Carolina Liar: Wild Blessed Freedom

In 2008 alternative rockers Carolina Liar gained national recognition with their first album, Coming To Terms. Their single, “Show Me What I’m Looking For,” has been heard from American Idol to Celebrity Rehab with a half dozen commercials in between. After three years, Carolina Liar has returned to the studio to create their sophomore album, Wild Blessed Freedom.

Freedom is full of energy, fusing alternative rock and electronic pop, topped with emotional lyrics. This audible melding can be related to the band members themselves. While singer and guitarist Chad Wolf hails from South Carolina, Rickard Göransson (guitar), Johan Carlsson (keys), Peter Karlsson (rhythm) come from Sweden. The album was also partially produced in Sweden and by Swedish pop icon, Max Martin. The European influence can definitely be heard throughout the album, setting Carolina Liar apart from other alternative bands.

The track “Daddy’s Little Girl” is a perfect example of how the bands European roots add a different style to the band. The song has all the elements of a dance club anthem including generic backing female vocals, a synthesizer-like solo, and  the lyrics, “Daddy’s little girl is dirty on the floor, she’s dancing.” “Daddy’s Little Girl” was unexpected from a band stuck with the alternative label. It’s certainly a risky move, but I applaud Carolina Liar for showing versatility in their style and abilities.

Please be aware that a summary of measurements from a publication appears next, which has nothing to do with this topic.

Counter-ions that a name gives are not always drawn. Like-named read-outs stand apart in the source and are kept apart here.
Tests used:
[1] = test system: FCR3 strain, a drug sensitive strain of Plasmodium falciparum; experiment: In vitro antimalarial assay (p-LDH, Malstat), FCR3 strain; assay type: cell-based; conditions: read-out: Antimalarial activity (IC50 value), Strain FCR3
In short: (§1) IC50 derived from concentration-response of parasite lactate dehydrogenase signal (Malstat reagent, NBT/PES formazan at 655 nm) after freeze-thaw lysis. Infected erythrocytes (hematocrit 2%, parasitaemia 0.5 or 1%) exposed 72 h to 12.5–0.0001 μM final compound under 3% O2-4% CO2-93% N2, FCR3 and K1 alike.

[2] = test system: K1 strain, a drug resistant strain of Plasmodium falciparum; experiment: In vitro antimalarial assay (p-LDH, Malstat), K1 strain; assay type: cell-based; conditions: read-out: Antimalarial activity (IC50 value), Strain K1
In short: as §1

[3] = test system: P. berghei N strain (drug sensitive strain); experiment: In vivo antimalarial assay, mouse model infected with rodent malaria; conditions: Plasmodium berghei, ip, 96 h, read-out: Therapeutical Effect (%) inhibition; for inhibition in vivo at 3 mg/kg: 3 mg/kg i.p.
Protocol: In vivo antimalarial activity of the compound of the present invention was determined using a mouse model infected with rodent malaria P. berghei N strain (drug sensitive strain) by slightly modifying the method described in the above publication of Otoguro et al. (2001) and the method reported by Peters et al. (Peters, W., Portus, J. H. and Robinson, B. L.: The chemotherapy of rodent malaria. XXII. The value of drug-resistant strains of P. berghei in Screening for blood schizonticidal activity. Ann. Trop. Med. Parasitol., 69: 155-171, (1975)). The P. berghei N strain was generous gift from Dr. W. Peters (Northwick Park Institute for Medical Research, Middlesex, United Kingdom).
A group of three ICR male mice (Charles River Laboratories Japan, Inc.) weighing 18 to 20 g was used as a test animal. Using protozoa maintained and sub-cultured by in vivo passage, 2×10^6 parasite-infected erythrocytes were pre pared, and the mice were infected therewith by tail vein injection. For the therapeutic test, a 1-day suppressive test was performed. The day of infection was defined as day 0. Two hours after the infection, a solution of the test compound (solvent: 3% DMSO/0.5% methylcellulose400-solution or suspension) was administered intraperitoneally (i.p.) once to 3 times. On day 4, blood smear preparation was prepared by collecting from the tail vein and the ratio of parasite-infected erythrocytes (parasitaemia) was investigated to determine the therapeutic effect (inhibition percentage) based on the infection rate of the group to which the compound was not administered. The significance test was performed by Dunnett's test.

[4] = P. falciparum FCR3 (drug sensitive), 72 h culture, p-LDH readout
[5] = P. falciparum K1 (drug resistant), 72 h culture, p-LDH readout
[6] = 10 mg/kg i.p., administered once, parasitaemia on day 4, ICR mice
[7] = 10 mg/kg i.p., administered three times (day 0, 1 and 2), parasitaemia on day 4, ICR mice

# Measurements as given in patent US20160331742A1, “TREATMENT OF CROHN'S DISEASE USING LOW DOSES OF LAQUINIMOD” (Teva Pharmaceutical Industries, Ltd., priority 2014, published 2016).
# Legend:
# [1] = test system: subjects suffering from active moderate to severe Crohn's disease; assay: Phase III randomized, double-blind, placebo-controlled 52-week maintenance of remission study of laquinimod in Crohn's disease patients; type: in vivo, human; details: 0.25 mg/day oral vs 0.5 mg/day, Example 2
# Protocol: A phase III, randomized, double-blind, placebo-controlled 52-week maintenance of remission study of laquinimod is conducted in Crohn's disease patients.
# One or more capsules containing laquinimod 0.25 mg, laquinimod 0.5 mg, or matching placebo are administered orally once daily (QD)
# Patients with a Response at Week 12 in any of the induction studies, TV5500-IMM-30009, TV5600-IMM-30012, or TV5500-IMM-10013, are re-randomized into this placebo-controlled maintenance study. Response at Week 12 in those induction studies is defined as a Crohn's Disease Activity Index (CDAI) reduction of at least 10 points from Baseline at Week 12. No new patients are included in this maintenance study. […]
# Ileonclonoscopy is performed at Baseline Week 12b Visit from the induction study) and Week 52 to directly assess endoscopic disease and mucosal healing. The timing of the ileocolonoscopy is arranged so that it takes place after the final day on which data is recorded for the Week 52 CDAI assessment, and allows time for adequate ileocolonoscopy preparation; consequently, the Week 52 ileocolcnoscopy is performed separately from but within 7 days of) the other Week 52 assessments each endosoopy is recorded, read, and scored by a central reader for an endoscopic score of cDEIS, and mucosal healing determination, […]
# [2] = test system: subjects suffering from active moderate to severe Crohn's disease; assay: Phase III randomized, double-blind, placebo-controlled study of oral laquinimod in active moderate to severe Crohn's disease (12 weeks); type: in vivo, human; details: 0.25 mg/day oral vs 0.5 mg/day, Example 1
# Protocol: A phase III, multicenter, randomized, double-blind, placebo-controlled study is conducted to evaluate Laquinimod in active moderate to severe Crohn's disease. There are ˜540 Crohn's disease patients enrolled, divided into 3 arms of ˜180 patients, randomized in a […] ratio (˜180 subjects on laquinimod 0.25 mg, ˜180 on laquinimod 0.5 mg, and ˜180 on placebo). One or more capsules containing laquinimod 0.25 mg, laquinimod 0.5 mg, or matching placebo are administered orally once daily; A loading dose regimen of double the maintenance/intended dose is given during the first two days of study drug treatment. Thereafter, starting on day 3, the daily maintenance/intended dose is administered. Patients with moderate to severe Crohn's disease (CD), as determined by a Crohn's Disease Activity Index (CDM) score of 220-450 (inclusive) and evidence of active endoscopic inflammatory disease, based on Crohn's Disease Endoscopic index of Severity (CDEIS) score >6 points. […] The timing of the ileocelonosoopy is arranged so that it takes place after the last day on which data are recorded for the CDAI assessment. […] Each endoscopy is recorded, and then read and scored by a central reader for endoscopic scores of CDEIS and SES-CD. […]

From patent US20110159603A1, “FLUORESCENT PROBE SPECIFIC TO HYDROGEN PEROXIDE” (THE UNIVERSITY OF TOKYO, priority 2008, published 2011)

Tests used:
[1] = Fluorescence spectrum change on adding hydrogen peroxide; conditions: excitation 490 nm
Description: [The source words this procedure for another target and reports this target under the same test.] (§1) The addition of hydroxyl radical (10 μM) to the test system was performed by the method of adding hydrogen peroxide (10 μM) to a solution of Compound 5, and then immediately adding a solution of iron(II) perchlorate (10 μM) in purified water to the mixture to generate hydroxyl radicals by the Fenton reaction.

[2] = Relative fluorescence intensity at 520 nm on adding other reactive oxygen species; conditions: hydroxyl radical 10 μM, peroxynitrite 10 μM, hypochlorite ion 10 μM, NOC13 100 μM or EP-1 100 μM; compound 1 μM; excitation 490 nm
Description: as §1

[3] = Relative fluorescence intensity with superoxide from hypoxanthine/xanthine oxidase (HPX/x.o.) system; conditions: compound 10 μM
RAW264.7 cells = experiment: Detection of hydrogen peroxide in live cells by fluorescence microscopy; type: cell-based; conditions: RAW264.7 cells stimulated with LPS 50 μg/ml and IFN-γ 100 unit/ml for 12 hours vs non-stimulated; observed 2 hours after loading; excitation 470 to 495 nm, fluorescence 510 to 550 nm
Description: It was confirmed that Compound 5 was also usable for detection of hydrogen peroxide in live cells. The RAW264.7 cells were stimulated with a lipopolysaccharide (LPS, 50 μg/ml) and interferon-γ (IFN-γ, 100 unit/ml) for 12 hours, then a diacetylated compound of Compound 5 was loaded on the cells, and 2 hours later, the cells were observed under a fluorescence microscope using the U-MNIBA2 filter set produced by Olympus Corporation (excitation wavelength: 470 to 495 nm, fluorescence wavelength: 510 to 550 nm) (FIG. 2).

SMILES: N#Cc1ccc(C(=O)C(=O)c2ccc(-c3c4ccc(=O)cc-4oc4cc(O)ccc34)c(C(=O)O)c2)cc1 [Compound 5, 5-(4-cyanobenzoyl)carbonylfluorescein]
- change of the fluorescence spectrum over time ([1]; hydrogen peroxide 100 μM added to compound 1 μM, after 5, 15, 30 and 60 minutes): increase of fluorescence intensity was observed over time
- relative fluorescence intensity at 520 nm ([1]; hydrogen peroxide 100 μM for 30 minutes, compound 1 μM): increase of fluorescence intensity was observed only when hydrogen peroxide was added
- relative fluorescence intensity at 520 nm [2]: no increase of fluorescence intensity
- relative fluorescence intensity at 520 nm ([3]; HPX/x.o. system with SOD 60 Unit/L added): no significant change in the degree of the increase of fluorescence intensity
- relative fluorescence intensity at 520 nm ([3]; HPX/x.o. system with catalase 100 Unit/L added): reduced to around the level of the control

At total opposite end of the spectrum is “Beautiful People,” which is one of the few slow songs on the album. Carlsson’s keys in the intro are reminiscent of a funeral tune as Wolf sings, “It’s my last big breath, what you want me to do?” Obviously the subject matter of the song isn’t as cheery as the title might lead you to believe. “Beautiful People” highlights the raw emotion of Wolf’s voice.

Wolf also has an impressive octave range and isn’t afraid to belt out the falsettos when needed, like in “No More Secrets.” Wolf sings, “I’ve been wrong so many times it feels like home, but I burned it to the ground. No more secrets.” This is just one instance of recurring fire imagery on this album.  In “King of Broken Hearts,” we hear a similar line: “I built this house just to burn it down; from the ashes I shall wear a crown.” The albums fire imagery is about rebirth, starting anew from the ashes like the mythical phoenix.  With the album’s first single, “Drown” already being used in promos, Wild Blessed Freedom is sure to soar.

Ashley Musgrave; Columbus Wired



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